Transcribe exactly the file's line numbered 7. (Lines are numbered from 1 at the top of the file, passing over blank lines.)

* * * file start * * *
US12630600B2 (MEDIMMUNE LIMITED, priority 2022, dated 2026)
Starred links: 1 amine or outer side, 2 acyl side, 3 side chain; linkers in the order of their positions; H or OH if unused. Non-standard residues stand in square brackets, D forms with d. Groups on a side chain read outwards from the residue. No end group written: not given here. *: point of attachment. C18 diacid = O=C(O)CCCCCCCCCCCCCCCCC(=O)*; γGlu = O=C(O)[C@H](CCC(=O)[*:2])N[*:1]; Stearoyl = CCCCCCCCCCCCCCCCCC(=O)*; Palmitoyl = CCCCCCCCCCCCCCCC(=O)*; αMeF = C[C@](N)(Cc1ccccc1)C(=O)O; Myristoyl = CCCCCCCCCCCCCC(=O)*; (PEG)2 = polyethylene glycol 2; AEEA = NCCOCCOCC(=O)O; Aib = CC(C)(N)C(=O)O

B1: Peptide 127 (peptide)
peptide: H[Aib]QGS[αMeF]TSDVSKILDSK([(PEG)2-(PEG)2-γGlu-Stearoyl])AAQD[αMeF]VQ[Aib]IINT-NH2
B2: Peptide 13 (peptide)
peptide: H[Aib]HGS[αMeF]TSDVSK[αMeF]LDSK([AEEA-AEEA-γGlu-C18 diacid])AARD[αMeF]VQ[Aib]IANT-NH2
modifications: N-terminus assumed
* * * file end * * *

modifications: N-terminus assumed